"NICHOLAS NICKLEBY" is a once-upon-a-public-TV special with English accents, an embarrassment of British stars, almost no visual adventurousness, and Charles Dickens as its daunting source material.
Set in 19th-century England, the film follows the episodic course of its title character (Charlie Hunnam), whose family is forced to depend on the goodwill of his wealthy uncle Ralph (Christopher Plummer) after Nicholas's dearly departed father leaves them destitute.
Ralph promptly dispatches Nicholas to teach at a nasty boarding school run by the one-dimensionally cruel, one-eyed Wackford Squeers (Jim Broadbent) and his nastier wife (Juliet Stevenson).
Nicholas escapes the school with Smike (Jamie Bell), a crippled pupil who suffers greatly at the hands of the Squeers.
They join up with some traveling actors (Nathan Lane and Alan Cumming), and Nicholas begins to enjoy limited success with them. But he has to return to his dastardly uncle, whose scheming agenda includes fixing up Nicholas's sweet-natured sister with his clients (including Edward Fox as the slimy Sir Mulberry Hawk). Ralph also has similarly destructive designs upon Nicholas's heartthrob, Madeline Bray (Anne Hathaway).
The most fun to be had is with the traveling players. Lane steals the movie with his amusing performance as Vincent Crummles. As a stage player, his over-the-top approach is wonderfully appropriate. And that's Barry "Dame Edna" Humphries as Mrs. Crummles.
Cumming is funny, too, as a dancer determined to show off -- but always interrupted from performing -- his Highland fling. And there are nice flashes from Tom Courtenay as Ralph's rebellious assistant, Newman Noggs, and Plummer as the hissily diabolical Uncle Ralph. But Hunnam's Nicholas is annoyingly insipid. It's almost a shame the movie has to revolve around him.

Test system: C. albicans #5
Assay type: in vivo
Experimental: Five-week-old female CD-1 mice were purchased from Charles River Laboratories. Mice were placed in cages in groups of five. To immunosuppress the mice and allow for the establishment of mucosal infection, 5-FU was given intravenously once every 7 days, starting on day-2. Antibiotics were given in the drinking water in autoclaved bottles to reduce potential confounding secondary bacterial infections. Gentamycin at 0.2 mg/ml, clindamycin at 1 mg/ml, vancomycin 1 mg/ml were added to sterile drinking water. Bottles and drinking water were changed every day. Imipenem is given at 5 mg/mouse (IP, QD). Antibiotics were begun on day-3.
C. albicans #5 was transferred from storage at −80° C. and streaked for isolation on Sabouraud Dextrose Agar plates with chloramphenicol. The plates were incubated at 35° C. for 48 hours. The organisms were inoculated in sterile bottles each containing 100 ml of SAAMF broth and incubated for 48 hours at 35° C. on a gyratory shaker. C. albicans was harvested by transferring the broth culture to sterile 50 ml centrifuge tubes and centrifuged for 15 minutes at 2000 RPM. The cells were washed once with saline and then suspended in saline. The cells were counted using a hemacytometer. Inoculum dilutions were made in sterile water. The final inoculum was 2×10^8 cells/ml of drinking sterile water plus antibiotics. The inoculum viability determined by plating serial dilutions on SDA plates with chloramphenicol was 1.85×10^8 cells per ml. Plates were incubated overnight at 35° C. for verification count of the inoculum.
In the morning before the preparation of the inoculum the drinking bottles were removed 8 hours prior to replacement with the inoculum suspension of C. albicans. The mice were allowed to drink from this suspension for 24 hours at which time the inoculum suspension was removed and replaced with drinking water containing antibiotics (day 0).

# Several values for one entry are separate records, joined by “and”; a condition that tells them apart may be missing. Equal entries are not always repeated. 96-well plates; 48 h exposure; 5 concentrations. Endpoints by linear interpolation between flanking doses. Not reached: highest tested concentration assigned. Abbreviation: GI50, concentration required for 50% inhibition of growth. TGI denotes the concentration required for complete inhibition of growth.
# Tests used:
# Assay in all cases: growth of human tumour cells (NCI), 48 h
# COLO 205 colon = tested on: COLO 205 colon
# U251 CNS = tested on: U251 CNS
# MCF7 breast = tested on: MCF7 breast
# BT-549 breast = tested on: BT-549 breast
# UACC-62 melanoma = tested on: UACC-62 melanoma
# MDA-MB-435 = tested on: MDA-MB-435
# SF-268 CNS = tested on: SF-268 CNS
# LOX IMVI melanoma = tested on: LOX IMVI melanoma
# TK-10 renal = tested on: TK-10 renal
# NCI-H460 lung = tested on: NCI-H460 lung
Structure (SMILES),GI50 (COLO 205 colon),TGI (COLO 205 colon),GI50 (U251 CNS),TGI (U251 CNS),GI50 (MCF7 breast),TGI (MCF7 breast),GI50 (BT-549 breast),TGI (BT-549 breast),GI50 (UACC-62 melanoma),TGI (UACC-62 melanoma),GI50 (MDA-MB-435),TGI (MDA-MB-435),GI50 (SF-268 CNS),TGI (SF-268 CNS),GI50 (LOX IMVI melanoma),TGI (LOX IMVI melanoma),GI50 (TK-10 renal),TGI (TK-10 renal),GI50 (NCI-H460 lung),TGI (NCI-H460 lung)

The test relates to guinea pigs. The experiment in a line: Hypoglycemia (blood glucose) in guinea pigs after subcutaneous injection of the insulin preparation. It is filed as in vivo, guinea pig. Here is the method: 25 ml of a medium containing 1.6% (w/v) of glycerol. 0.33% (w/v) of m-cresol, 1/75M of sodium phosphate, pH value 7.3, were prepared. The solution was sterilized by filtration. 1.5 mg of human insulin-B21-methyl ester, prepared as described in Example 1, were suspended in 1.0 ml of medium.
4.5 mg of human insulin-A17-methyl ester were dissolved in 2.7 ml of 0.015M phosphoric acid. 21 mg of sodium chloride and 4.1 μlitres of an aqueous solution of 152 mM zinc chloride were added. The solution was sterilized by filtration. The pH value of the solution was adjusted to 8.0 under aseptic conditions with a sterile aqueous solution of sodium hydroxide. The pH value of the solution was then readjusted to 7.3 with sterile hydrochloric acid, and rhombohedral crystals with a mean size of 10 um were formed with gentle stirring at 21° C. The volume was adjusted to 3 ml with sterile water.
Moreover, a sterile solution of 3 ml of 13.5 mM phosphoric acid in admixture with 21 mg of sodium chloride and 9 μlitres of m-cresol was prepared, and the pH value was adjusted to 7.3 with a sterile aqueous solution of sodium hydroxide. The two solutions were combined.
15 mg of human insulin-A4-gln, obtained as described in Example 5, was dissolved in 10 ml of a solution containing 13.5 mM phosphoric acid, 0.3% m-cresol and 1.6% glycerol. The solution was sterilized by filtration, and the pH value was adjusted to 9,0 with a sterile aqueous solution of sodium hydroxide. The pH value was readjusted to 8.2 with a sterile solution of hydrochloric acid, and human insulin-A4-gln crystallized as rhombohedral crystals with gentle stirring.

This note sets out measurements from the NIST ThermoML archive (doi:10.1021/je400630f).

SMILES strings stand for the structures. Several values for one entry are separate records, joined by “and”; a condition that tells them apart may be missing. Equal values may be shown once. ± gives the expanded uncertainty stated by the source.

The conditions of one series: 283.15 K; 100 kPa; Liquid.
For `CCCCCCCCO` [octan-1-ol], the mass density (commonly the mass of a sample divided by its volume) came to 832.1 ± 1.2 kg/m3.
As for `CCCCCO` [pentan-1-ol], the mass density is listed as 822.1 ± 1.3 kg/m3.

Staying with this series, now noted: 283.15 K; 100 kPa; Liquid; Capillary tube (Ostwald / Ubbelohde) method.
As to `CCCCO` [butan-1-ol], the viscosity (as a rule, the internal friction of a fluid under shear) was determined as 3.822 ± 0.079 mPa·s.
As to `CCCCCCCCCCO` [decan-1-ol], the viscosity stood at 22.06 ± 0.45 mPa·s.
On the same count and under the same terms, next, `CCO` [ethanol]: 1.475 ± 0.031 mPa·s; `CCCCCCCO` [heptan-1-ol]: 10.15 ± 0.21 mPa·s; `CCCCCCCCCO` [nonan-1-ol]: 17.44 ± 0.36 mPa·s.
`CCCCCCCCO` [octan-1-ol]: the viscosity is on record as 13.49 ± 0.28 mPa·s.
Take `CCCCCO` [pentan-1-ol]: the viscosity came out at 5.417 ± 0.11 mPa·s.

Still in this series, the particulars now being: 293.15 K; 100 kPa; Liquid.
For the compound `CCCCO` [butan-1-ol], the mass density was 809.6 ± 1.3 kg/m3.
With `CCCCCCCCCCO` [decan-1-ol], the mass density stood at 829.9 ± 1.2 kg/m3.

Paring down the lengthy, subplot-heavy novel is a cumbersome task. It ought to have been a television miniseries. Writer-director Douglas McGrath (whose "Emma" was more memorable) has reduced the narrative too well.
Back then, the padding was the point. Dickens's novel amounted to the well-written soap opera of his day. His writing came out in long, entertainingly written magazine installments. You spent time with Dickens.
In the harsh light of moviemaking, the story comes across as truncated, overly simplistic, heavy-handed and mechanically plotted. In terms of dramatic punch, this isn't a movie as much as a fair-to-middlin' staged drama with just enough budget money to pay for the one stagecoach, 19th-century muck in the streets, extras in period clothing, and so on. It's a Filene's Basement epic for the "Masterpiece Theatre" crowd. It's watchable, certainly. It should have been so much more.
NICHOLAS NICKLEBY (PG, 132 minutes) -- Contains emotionally distressing cruelty toward women and children, some violence and a childbirth scene. At Cineplex Odeon Dupont, Landmark Bethesda Row and Cinema Arts Theatre.